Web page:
Did you know that here will be more college students attending school than ever before this year? It's true, and a large portion of those students will be incoming freshmen.
Moving into a dorm when you've lived your whole life under the care of your parents can be stressful. And most parents want to make this change as easy as possible for their newly minted adult.
But, how can you help your college student adopt their new life? I've put together several dorm moving tips to help. Scroll onward to find them.
1. Dorm Moving: Know the Rules Before You Go
Even the most relaxed dorms have rules. Don't put this on the walls. Don't burn down the building while trying to impress your date. Etc.
And if you or your kid neglect to read the welcome packet sent by the university a month or so ago, you're going to either be shipping a load home or dropping it off in the dumpster.
And don't forget the red-tape. Often dorms and universities require a plethora of signatures and forms before anyone is allowed to sleep and live on their premises.
You will save an era of time if you just do this before you leave your home.
2. Pack the Toolbox
Some dorms don't come fully assembled. Many times dorms will store beds, lofts, or desks, and require students to assemble or adjust them.
Unless you want to risk that your son or daughter might sleep on the floor their first night, bring a toolbox, and maybe even a roll of duct tape, just in case. (Hey, it fixes everything!)
And, even if the bed, desk, and chairs are already assembled to your satisfaction, sometimes the best configurations require some re-assembly.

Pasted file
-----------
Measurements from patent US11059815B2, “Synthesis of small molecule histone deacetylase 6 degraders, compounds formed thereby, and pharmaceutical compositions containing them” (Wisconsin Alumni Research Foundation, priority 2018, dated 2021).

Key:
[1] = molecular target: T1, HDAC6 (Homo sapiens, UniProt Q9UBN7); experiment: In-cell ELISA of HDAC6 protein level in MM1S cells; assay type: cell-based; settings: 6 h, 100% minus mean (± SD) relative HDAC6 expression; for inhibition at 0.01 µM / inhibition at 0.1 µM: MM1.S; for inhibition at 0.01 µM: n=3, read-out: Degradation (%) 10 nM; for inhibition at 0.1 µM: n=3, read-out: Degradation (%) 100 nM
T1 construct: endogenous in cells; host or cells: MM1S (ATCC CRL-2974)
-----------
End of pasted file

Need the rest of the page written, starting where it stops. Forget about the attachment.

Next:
So, get ready to get your feng shui on.
3. Use All the Storage Bins!
Dorm closets are notoriously tiny. Any freshman who lives in one knows this.
Also, dorm closets typically don't include shelves. Thus, bins and totes are a college student's best friend.
Before you head out to the college, head to Wal-Mart or Target or a similar store. Usually, these stores will set up specific sections dedicated to dorm living. There you'll find all kinds of dorm accessories like dorm closet door shoe hangers and totes arranged in pull-out drawer fashion.
4. Sort It All Before You Go
If you want the dorm moving process to go smoothly, you should make sure the packing is as organized as possible.
If you bought storage bins, these will be the best place to start. Separate winter clothing and summer clothing. Depending on where your kid is going to school, they might need winter clothes faster than you think.
Be sure to pack all foodstuff separately. You don't want that bag of nutter-butters melting and ruining their favorite shirts.
And bag all liquids. It's the same principle as the food. You don't want that cologne, perfume, or nail polish remover to saturate their clothes on the first week of school or it will be the first (fragrant) impression that the other kids make of them.
College kids might be deficient in many areas, but they're masters of creating nicknames that can endure for years!
5. Bring the Kleenex
And lastly the most important of all college dorm moving tips:
If this is the first time you're packing your kid off to college, be prepared for tears. Even if you're not an emotional person, you'll quickly find you need a tissue or two.
And if you need to talk about sending your kid off to college, check out Today's Open Discussion.